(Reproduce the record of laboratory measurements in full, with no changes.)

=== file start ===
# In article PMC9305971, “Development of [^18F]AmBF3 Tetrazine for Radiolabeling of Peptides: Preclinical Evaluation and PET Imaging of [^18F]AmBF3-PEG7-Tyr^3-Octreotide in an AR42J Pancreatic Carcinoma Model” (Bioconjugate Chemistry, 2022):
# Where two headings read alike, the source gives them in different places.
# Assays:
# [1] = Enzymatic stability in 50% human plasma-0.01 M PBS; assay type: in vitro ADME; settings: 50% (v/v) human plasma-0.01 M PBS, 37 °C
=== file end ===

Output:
# In article PMC9305971, “Development of [^18F]AmBF3 Tetrazine for Radiolabeling of Peptides: Preclinical Evaluation and PET Imaging of [^18F]AmBF3-PEG7-Tyr^3-Octreotide in an AR42J Pancreatic Carcinoma Model” (Bioconjugate Chemistry, 2022):
# Where two headings read alike, the source gives them in different places.
# Assays:
# [1] = Enzymatic stability in 50% human plasma-0.01 M PBS; assay type: in vitro ADME; settings: 50% (v/v) human plasma-0.01 M PBS, 37 °C